Of all the exciting things Google announced at the I/O developer conference this week, one of the sleeper hits was Drive for iOS. “Sleeper” might be too strong a word — attach “for iOS” to anything and it’s going to get attention — but it’s hard for any announcement to compete for headlines against Project Glass, the Nexus 7 with Jelly Bean, and skydivers. Part of what caused Drive to turn so many heads during the Day 2 keynote (aside from the iOS association) was its image recognition capabilities.
Drive uses optical character recognition (OCR) to perform certain tricks. This is nothing new for Google — back in 2009 Google Docs could take an image file or a PDF and convert it into a document. It could also change the orientation of one of those files using its ability to recognize characters on the page. These features were brought over to Drive, but so was basic image recognition. It might seem totally sci-fi, but if you upload a picture of a pyramid to Drive, you can search for it and the system will identify it based on what Google knows about pyramids. This feature might seem new, but Google has used image recognition in both Google Goggles and (in a tweaked form) Search by Image.
It’s not too shocking that Google would bring this feature over to the iOS and Android versions of Drive, but it is extra handy on a platform where you don’t have advanced search tools to sift through your 5GB of data. The bulk of the computing is taking place on the server side so it’s not like your iPad needs to be able to recognize that pyramid, you just need to have an internet connection so that Google can lend some of its search magic to the files you’ve placed on Drive.
I conducted an informal test of Drive’s image recognition capabilities using some resources from around the web, including a couples of documents and then some randomly chosen, generic images. I made sure they were free of any data that might help the search tools identify them (EXIF, file names, etc.) and then uploaded them to Drive. According to Google’s demo I should be able to identify each by a basic description of each of them. Here’s how it went…
- 2 cat images – Correctly identified 2 out of 2 with the term “cat”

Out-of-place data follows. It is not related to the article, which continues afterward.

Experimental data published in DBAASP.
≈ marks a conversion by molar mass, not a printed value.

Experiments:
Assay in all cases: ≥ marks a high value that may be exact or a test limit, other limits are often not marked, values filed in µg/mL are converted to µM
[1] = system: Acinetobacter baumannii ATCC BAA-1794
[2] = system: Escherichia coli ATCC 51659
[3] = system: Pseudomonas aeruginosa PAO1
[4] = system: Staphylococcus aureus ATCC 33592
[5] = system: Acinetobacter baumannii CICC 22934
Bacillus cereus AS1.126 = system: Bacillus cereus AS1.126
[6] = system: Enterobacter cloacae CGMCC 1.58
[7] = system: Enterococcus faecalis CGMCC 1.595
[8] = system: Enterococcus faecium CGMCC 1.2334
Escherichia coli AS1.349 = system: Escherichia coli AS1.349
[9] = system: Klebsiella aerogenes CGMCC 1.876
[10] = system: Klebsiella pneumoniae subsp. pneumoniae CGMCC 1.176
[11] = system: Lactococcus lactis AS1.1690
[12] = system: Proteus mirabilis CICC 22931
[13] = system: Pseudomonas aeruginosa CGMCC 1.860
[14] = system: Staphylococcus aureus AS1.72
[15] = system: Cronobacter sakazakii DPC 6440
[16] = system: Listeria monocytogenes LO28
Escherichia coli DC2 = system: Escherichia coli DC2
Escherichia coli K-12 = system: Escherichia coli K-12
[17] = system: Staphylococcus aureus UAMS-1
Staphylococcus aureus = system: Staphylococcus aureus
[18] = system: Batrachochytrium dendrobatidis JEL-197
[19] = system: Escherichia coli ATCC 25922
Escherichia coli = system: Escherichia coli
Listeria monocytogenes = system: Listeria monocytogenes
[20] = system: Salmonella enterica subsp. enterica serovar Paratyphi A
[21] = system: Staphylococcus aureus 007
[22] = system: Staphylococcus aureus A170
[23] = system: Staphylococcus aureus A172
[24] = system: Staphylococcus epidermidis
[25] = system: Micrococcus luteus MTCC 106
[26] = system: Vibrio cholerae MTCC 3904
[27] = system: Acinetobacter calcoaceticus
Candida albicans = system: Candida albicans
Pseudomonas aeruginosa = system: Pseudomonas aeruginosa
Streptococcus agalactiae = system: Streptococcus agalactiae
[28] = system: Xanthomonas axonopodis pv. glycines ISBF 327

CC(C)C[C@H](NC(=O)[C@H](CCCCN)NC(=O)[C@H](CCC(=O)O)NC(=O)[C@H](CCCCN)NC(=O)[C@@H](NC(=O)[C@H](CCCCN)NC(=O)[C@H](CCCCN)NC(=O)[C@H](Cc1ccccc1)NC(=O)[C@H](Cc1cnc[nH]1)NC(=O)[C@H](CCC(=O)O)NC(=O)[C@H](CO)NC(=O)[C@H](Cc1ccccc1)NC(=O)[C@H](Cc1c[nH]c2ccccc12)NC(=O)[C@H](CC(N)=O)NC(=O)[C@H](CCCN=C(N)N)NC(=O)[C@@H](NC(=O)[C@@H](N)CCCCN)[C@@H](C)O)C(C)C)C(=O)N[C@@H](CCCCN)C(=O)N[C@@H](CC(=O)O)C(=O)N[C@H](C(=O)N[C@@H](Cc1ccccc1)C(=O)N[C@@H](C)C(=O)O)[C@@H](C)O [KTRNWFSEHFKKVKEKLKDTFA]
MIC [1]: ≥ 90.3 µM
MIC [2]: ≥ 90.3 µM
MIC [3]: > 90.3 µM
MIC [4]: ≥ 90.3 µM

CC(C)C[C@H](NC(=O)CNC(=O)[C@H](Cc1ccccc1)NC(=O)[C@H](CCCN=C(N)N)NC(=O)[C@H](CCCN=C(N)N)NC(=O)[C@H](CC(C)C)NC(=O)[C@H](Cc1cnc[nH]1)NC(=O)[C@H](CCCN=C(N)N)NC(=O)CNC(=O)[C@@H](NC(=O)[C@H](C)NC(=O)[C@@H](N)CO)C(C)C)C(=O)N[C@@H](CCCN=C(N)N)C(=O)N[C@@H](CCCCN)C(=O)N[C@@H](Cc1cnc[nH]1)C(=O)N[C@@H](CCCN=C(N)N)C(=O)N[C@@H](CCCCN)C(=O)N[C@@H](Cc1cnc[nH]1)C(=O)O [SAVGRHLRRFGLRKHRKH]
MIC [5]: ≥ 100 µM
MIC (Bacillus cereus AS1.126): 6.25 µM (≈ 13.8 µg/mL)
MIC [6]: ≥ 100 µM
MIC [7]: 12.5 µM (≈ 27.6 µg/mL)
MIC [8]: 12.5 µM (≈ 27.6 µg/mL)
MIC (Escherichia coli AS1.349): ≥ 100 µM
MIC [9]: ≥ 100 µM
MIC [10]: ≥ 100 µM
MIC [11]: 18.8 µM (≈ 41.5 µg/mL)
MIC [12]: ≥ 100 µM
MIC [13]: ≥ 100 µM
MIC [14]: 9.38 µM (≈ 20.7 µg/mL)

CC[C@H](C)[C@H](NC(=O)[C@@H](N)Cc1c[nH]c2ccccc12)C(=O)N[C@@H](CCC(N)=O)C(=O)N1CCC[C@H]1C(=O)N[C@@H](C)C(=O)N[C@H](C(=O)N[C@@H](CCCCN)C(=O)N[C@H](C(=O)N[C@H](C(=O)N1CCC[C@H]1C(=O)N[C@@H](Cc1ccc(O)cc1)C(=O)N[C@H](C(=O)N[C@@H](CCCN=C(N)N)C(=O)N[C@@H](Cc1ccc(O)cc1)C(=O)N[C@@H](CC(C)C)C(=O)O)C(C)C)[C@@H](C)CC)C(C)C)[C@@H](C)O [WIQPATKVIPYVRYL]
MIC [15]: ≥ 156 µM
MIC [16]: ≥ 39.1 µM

- dog image – 1 out of 1 with the term “dog”
- 4 pyramid images – 4 out of 4 with the term “pyramid”; 1 out of 4 with “Giza”
- Samsung Galaxy Tab image – Did not identify as a “tablet”; did identify as “Samsung”
- Dell laptop image – Did not identify as “laptop”; did identify as “Dell”
- hard drive image – Did not identify as “hard drive”; did identify as “drive” and “disk”
- hamburger image – Identified as “hamburger” but not as more vague terms like “food” or “dinner”
- JPG of an invoice – Identified as an “invoice” and by the company names used on it
- 1099 tax form, PDF – Identified by “taxes”, “tax form”, “1099″ and “1099 misc”
- Failed to identify – Images I took of a refrigerator, graphics card, smartphone, and light bulb
With my limited data set the effectiveness of Google’s image recognition was mixed. It work very well with text in images, well enough with images that are in the Google Images database, and then it totally stumbled with my personal images. I gave the system sufficient time process the data (the better part of an hour) but it just couldn’t figure some out.
Maybe the image recognition isn’t particularly new for Google but the impressive bit here is that the company was able to cram it into a mobile app, apply it to my personal data set in the cloud, and then have the app communicate with the cloud in a quick manner. Sure, most of the work is done immediately after the file is uploaded, but the recognition abilities and cataloging is nothing short of what we’d expect from Google.
Aside from the OCR abilities and the convenience of using my Google account, Drive for iOS is basically an adequate Dropbox competitor. It’s a smooth experience and with snappy performance on my iPad 3, plus I have the ability to choose exactly which files I want to store offline and which I don’t. The app makes it easy to see who I’ve shared a file with, which is great for people who in groups. Advanced (and nearly hidden) tools include the abilities to share with people in your contacts list and to rename files.
In addition to being an impressive trick, the OCR gives Drive a notable advantage over Dropbox. That service is able to search by filename and it has some cool features, like the ability to email a link, but the search tool can’t even dive into the text of a PDF. And, as we know, Google is only getting smarter while other services struggle to compete against its user base, computing power, and massive Knowledge Graph.
Read on for more of ExtremeTech’s Google I/O 2012 coverage